VICTORVILLE — Road work is expected over the next several months along a portion of Bear Valley Road as a Class 1 bike path is constructed.
Crews with the City of Victorville will construct the bike path on the north side of Bear Valley Road between Mojave Fish Hatchery Road and Jacaranda Avenue, adjacent to Victor Valley College.
“This bike path will be a combination pedestrian and bike path,” City spokeswoman Sue Jones told the Daily Press. “The bike lane will be separated from the motor vehicle traffic on Bear Valley Road, and it will connect to the Mojave Riverwalk project.”
The work on Bear Valley Road consists of temporary striping to delineate temporary lane shifts in a small section of the roadway. Lanes will be shifted to allow for the bike path work, which is scheduled to begin later this month and last for several months, Jones said.
Even though traffic lanes will be shifted on Bear Valley Road, the number of travel lanes will remain the same with three lanes in each direction. The length of the project is nearly 1,000 feet.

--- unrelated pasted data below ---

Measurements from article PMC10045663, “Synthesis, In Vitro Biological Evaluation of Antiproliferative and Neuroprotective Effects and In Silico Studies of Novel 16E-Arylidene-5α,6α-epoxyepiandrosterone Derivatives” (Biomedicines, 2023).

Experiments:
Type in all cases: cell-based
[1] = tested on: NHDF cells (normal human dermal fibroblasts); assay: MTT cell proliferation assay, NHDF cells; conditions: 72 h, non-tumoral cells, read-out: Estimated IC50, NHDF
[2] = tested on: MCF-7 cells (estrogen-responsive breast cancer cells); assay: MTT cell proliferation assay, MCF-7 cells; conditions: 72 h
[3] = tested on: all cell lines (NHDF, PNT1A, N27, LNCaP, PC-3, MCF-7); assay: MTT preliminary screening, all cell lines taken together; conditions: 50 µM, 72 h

“Right now, the City is working with Southern California Edison to begin work that is located under power lines,” said Jones, who added that the project is 100 percent grant funded.
In February, City crews began work on a concrete bike trail along the Mojave River near the lower campus of VVC. The work involved grading and prepping the trailhead for the new four-mile Mojave Riverwalk that sits north of Bear Valley Road.
The trail will begin at Bear Valley Road near VVC and proceed north along the river’s western flank to Yates Road just north of Spring Valley Lake. The trail will end at Park Road, which leads into the Mojave Narrows Regional Park.
This bike trail will branch into Mojave Narrows Park and lead bicyclists to Pelican Lake. The entire four-mile trail will be classified as a Class 1 bike path, with the work scheduled to be completed sometime this summer, Jones said.
Part Two of the project will include the addition of bike lanes along Hesperia Road, Green Tree Boulevard and Seventh Street to create a large bike lane loop through Old Town connecting into the existing Riverwalk Trail near the city’s Transportation Center on D Street.
The bike lane loop, comprised of Class II bike lanes, will be about 7 miles in length and will be designated with signage throughout Old Town.
Source: Rene Ray De La Cruz, Daily Press